Re: [PATCH] Increase default MLOCK_LIMIT to 8 MiB

From: Jens Axboe
Date: Mon Nov 22 2021 - 15:44:19 EST

On 11/22/21 1:08 PM, David Hildenbrand wrote:
> On 22.11.21 20:53, Jens Axboe wrote:
>> On 11/22/21 11:26 AM, David Hildenbrand wrote:
>>> On 22.11.21 18:55, Andrew Dona-Couch wrote:
>>>> Forgive me for jumping in to an already overburdened thread. But can
>>>> someone pushing back on this clearly explain the issue with applying
>>>> this patch?
>>> It will allow unprivileged users to easily and even "accidentally"
>>> allocate more unmovable memory than it should in some environments. Such
>>> limits exist for a reason. And there are ways for admins/distros to
>>> tweak these limits if they know what they are doing.
>> But that's entirely the point, the cases where this change is needed are
>> already screwed by a distro and the user is the administrator. This is
>> _exactly_ the case where things should just work out of the box. If
>> you're managing farms of servers, yeah you have competent administration
>> and you can be expected to tweak settings to get the best experience and
>> performance, but the kernel should provide a sane default. 64K isn't a
>> sane default.
> 0.1% of RAM isn't either.

No default is perfect, byt 0.1% will solve 99% of the problem. And most
likely solve 100% of the problems for the important case, which is where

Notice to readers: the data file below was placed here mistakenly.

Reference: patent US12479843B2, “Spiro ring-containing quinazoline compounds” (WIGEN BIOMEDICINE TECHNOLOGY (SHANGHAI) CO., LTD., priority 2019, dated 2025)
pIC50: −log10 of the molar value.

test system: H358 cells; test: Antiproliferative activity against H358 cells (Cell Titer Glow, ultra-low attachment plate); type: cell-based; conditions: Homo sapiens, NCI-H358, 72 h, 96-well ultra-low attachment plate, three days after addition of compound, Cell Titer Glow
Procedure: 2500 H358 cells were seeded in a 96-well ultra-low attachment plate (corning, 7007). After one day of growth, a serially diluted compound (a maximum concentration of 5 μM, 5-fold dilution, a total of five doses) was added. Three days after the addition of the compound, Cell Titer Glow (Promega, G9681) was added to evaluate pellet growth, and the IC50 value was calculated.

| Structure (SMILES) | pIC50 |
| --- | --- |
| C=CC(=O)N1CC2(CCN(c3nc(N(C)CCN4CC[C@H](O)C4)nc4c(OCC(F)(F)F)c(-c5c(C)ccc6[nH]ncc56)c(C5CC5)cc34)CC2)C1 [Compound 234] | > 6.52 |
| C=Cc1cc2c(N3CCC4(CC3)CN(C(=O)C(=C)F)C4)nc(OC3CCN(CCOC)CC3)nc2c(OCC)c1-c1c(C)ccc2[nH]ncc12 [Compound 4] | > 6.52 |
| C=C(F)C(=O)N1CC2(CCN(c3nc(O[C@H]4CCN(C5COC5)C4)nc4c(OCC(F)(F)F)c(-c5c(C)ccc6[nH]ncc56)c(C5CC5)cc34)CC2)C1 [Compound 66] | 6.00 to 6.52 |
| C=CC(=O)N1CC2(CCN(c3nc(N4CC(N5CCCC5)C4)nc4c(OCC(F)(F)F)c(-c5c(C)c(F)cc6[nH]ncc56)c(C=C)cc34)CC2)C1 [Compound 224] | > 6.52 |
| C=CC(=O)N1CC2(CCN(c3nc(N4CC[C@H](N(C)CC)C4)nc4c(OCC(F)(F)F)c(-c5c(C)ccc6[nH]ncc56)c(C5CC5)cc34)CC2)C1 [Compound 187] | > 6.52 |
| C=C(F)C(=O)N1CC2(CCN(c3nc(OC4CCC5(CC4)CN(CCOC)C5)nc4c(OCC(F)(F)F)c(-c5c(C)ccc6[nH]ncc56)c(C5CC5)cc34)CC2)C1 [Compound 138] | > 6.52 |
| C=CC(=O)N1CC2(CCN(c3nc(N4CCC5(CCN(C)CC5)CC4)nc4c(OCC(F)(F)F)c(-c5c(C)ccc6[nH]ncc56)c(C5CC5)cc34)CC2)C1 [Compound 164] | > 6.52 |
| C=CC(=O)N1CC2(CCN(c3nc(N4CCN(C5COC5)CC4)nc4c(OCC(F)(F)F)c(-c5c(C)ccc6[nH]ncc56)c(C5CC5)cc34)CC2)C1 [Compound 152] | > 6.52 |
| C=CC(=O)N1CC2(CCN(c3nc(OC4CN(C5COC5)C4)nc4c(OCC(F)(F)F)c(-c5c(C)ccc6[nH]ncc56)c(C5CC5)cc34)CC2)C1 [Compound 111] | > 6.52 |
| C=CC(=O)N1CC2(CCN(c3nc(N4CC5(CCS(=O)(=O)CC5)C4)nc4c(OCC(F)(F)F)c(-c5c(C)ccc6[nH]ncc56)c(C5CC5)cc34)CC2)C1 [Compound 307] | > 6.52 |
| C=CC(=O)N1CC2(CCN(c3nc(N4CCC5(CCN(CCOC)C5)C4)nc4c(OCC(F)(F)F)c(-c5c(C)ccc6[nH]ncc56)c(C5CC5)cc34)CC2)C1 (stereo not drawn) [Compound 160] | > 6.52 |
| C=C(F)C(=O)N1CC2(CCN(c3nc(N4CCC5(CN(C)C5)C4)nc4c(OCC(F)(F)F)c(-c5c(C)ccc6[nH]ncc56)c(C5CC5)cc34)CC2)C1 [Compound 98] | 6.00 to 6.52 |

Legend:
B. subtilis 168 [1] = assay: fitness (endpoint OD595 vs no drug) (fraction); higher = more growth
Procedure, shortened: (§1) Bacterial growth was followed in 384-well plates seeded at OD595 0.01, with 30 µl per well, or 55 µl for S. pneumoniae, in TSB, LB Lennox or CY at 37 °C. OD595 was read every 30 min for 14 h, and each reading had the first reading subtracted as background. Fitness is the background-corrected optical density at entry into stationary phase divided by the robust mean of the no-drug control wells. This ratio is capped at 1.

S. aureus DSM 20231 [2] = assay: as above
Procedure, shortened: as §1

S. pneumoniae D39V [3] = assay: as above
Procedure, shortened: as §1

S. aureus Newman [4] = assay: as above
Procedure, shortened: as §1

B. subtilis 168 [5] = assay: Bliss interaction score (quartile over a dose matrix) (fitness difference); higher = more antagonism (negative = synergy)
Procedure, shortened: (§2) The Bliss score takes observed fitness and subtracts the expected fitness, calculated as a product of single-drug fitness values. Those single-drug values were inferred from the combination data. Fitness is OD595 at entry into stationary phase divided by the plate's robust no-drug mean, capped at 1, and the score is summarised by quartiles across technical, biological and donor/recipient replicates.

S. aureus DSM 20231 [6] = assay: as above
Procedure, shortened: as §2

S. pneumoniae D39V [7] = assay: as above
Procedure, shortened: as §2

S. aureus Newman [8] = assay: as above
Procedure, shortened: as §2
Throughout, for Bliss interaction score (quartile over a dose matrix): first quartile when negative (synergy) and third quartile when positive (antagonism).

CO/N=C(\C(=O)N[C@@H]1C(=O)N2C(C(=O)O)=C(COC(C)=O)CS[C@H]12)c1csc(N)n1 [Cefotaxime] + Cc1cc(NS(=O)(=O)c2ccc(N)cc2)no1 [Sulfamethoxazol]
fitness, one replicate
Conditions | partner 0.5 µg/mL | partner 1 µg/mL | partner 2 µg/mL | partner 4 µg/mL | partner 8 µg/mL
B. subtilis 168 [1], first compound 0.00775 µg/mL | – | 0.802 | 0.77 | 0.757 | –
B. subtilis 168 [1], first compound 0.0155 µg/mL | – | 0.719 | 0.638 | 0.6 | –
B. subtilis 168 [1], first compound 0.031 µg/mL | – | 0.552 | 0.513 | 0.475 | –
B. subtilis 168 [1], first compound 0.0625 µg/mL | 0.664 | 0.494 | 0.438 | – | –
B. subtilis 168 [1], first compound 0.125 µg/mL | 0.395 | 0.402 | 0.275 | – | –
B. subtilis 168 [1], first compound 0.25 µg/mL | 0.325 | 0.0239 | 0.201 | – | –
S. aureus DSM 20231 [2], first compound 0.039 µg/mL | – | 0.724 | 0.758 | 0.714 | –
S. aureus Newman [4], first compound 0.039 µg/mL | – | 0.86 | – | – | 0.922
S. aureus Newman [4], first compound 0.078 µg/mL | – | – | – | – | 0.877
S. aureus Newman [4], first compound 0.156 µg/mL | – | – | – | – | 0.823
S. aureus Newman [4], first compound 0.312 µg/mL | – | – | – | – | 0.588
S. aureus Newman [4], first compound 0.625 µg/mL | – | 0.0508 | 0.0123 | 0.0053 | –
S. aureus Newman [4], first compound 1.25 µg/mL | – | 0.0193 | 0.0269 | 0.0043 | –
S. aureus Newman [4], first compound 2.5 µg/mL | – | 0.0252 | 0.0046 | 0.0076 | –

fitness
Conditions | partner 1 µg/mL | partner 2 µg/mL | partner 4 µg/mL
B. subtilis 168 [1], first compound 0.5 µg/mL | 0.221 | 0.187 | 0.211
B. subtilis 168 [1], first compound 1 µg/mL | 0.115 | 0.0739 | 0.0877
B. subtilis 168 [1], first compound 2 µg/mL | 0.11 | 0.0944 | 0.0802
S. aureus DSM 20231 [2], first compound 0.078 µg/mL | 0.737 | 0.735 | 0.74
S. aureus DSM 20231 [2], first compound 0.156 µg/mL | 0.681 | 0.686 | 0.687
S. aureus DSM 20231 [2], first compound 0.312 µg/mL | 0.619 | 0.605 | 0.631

you want things to Just Work on your distro without doing any
administration. If you're aiming for perfection, it doesn't exist.

>>> This is not a step into the right direction. This is all just trying to
>>> hide the fact that we're exposing FOLL_LONGTERM usage to random
>>> unprivileged users.
>>> Maybe we could instead try getting rid of FOLL_LONGTERM usage and the
>>> memlock limit in io_uring altogether, for example, by using mmu
>>> notifiers. But I'm no expert on the io_uring code.
>> You can't use mmu notifiers without impacting the fast path. This isn't
>> just about io_uring, there are other users of memlock right now (like
>> bpf) which just makes it even worse.
> 1) Do we have a performance evaluation? Did someone try and come up with
> a conclusion how bad it would be?

I honestly don't remember the details, I took a look at it about a year
ago due to some unrelated reasons. These days it just pertains to
registered buffers, so it's less of an issue than back then when it
dealt with the rings as well. Hence might be feasible, I'm certainly not
against anyone looking into it. Easy enough to review and test for
performance concerns.

> 2) Could be provide a mmu variant to ordinary users that's just good
> enough but maybe not as fast as what we have today? And limit
> FOLL_LONGTERM to special, privileged users?

If it's not as fast, then it's most likely not good enough though...

> 3) Just because there are other memlock users is not an excuse. For
> example, VFIO/VDPA have to use it for a reason, because there is no way
> not do use FOLL_LONGTERM.

It's not an excuse, the statement merely means that the problem is
_worse_ as there are other memlock users.

>> We should just make this 0.1% of RAM (min(0.1% ram, 64KB)) or something
>> like what was suggested, if that will help move things forward. IMHO the
>> 32MB machine is mostly a theoretical case, but whatever .
> 1) I'm deeply concerned about large ZONE_MOVABLE and MIGRATE_CMA ranges
> where FOLL_LONGTERM cannot be used, as that memory is not available.
> 2) With 0.1% RAM it's sufficient to start 1000 processes to break any
> system completely and deeply mess up the MM. Oh my.

We're talking per-user limits here. But if you want to talk hyperbole,
then 64K multiplied by some other random number will also allow
everything to be pinned, potentially.

Jens Axboe